Wednesday, April 3rd 2013 6:45 am by Kevin Wright
ARCHIVED ADVISORY - All advisories expire after 24 hours from the posting date/time.
If you haven't already noticed, we've entered a spring pattern of warm days and intense sun affecting the snowpack. The avalanche danger will start the day at LOW and gradually rise to MODERATE as the day heats up. South faces should be avoided late in the day as some natural avalanches have been happening over the last few days.
Other problems can be found on shady aspects, including triggerable wind slab and buried surface hoar.
|Show the Complete North American Avalanche Danger Scale|
|Travel Advice: Heightened avalanche conditions on specific terrain features. Evaluate snow and terrain carefully; identify features of concern.|
The Skookum drainage is now closed to motorized travel for the remainder of the season.
The most notable avalanche we saw yesterday was off Goat Mountain in the Girdwood valley. We believe a cornice failed due to daytime heating and triggered a slab beneath. This is a common occurrence in this place this time of year. The travel distance of the avalanche was impressive, and farther than I've personally seen that path slide.
With continued high daytime temperatures, wet avalanche activity in the afternoon remains the most likely problem to see today. There are numerous examples of this happening over the last few hot sunny days.
Heat induced avalanches are easy to avoid, especially when nighttime temperatures dip below freezing as they are currently. Sometime in the mid afternoon when the snow surface becomes soft or wet, it's time to avoid south faces, including spending time beneath south faces.
The cornice problem is really an extension of the heat problem. As the sun bakes the mountains and temperatures rise in the afternoon, unstable features like cornices lose strength and may fail spontaneously.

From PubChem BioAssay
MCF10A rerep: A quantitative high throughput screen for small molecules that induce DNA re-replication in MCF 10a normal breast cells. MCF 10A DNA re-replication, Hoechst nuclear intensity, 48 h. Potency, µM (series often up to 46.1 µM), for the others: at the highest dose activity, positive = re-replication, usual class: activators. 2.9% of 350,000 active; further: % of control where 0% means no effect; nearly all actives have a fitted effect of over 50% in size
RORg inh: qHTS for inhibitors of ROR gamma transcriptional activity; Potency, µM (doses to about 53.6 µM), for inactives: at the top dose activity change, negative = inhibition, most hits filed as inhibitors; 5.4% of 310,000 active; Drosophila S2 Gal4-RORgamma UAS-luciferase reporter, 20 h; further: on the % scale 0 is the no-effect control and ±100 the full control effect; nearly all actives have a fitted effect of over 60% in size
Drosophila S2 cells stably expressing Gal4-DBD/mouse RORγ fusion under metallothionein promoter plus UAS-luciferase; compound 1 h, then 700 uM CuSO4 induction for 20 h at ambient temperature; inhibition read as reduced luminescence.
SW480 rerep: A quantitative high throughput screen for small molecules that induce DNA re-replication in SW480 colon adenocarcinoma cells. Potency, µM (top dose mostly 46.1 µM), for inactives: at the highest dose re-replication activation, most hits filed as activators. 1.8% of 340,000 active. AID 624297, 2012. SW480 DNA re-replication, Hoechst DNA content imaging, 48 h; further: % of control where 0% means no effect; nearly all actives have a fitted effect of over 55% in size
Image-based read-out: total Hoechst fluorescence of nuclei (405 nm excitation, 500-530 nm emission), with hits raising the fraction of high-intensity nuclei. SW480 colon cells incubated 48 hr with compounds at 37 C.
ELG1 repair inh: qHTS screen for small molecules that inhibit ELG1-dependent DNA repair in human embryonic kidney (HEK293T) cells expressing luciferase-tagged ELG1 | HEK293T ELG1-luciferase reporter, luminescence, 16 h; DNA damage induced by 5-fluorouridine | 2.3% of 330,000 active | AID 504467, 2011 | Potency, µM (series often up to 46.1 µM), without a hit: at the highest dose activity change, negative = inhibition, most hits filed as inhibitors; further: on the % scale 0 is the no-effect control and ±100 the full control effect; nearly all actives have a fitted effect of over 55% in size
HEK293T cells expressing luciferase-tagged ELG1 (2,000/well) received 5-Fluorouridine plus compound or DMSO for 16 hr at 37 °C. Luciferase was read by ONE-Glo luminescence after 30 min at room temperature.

This problem can be especially dangerous if they trigger larger slabs on the slopes below, as happened on Goat Mountain yesterday.
Even shady aspects have had some avalanche activity since the last major snowfall. Some of these can be attributed to wind slab over loose near-surface-facets. Yesterday we found a low elevation north aspect slab that failed on buried surface hoar in the Placer valley. Everything we've seen with this character is breaking at the recent storm snow interfaces ~12-24 inches deep. These are common enough that all steep lines should be treated with a degree of respect.
Yesterday the warm and sunny weather continued. Wind up high reached into the teens and 20s overnight. Overall the only weather factor contributing to avalanche danger was the sun and warm temperatures.
Scattered rain and snow showers are forecasted today with mostly cloudy skies. Temperatures are still expected to reach into the 40s at sea level in the afternoon. If the sun doesn't shine today there will be less concern for wet avalanche activity on south faces. Wind should be light from the southeast.
Graham will issue the next advisory on Thursday, April 4th.
This is a general backcountry avalanche advisory issued for Turnagain Arm with Turnagain Pass as the core advisory area (this advisory does not apply to highways, railroads, or operating ski areas).
Riding status is not associated with avalanche danger. An area will be open to motorized use in accordance to the Forest Management Plan when snow coverage is adequate to protect underlying vegetation. Backcountry hazards including avalanche hazard are always present regardless of the open status of motorized use areas.
(Updated: Jan 13, 2019 )
|AREA||STATUS||WEATHER AND RIDING CONDITIONS|
|Twentymile:||Closed||Closed. Forest Service is monitoring conditions.|
|Lost Lake Trail:||Open||Please stay on trail to avoid resource damage through forested areas.|
|Primrose Trail:||Open||Please stay on trail to avoid resource damage through forested areas.|
|Resurrection Pass Trail:||Closed||Closed for the 2018/19 season. Next season will be open to motorized use.|
|South Fork Snow River Corridor:||Open|
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